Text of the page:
Slight pudge, glistening,
Swimmers a veneer of class,
Popped collars and beer.
We awoke this morning to the utterly unsoothing rattle of a sinusoidally deranged person sharing our dorm room. The raucous coming from his gaping maw led us to believe temporarily that a cyclone was coming on, felling trees as it ripped from the coast to the mountains. But it was just a man.
Thus awakened, we snacked on our meagre (but epically expensive, given the remoteness of the grocery store where we purchased it) breakfast of a banana each—individually labelled in pen to keep the hostel staff from discarding them—, and a few mouthfuls of yogurt bar. We collected our sheets and turned them in to the front desk in exchange for our key deposits. Then we had about 4 hours to wait until the bus back to Cairns would come to pick us up.
We took a last beach wander, heading past the shoreside mangroves and through the salt- and freshwater swamps back up to the road. We had lunch at a cafe along the road: it turns out that vegetables are cheaper to buy in restaurants than at the grocery stores in Daintree.
We trudged back to the hostel, packs on our backs, along the impossibly hot and humid sidewalk. We waited another twenty minutes for the bus to show up, and when it did we were disappointed to note that the tour guide was equally as self-centred and useless as the one yesterday. (She introduced herself: “My name is Lisa, but you can all just call me Sexy. Cool.”)
The first stop was actually awesome; we went to the Daintree Ice Cream Company. They have a four-flavor creation that differs each day and features fruit flavors that you may never have heard of. We got a bowl to split, and the flavors we enjoyed were apricot, wattle seed (tastes sort of like coffee), black sapote (tastes sort of like chocolate), and soursop (tastes like… umm… lychee? maybe a bit?). Yum! Tropical fruits are awesome. There was also a green tree frog in the bathroom!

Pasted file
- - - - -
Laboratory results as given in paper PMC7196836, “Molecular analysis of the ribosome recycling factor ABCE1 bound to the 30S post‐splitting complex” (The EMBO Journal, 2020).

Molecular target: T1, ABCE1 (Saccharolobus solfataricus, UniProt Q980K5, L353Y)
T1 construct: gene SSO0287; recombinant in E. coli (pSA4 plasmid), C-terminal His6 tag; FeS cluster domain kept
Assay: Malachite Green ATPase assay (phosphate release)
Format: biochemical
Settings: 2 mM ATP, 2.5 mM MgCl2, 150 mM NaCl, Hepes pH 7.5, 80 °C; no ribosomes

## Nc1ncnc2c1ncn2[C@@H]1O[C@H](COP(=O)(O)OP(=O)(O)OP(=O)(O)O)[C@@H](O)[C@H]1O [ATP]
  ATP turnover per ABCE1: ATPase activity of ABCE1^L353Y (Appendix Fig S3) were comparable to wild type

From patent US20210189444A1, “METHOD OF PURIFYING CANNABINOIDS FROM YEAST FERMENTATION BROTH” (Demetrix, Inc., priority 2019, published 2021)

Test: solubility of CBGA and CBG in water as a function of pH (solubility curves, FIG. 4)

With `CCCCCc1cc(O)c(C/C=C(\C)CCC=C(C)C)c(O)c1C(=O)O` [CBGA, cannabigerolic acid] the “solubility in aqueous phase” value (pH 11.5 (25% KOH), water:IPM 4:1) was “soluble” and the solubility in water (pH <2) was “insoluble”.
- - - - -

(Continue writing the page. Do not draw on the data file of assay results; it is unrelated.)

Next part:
The next stop was disappointing and bro-ey. We went to an Aboriginal cultural centre, which sounded awesome and exciting! Then we got approximately 4 minutes to listen to an Aboriginal elder go through everything that one can do with a Sassafrass tree (use the bark to alleviate arthritis pain, lather up the leaves into shampoo, use the spent leaves to stun fish in a river, etc.), then we packed onto a bus and drove to some place where the bros could all show off for the girls and “swim around”. Evan and I decided to take a hike into the rainforest, instead.
And lucky we did! We saw a frilled lizard of some kind that ran on his hind legs when he wanted to run. I was excited to finally see one. :) We also learned that cloud stripping provides more than 50% of the moisture that trees in some parts of the rainforest need (cloud stripping is when the tree leaves grab moisture out of clouds or fog passing by). We also learned that buttress roots (those big sticking-out-of-the-ground ones) are grown by trees on demand: the same species of tree planted in two different locations could have or have not buttress roots. Awesome!
Then all the bros got dumped off at their bro hostels and we went back to our hostel to try to find a place to stay in Singapore. It turns out that there are literally 0 couchsurfing hosts there willing to host, and that hostels are kind of hit or miss. Also we were thwarted somewhat by the crappy Interwebs at the hostel we stayed in in Cairns… anyway, we haven’t gotten a place to stay yet, so we’ll have to figure that out on the fly!
Good news, though, is that the brother of a friend of ours is doing an internship in Singapore this summer. We’ll definitely be meeting up with him while we’re there!
- field => paddock
- popsicle => paddle pop
- path, trail => track
- curb => kerb
- enroll => enrol
- kindergarten => kindy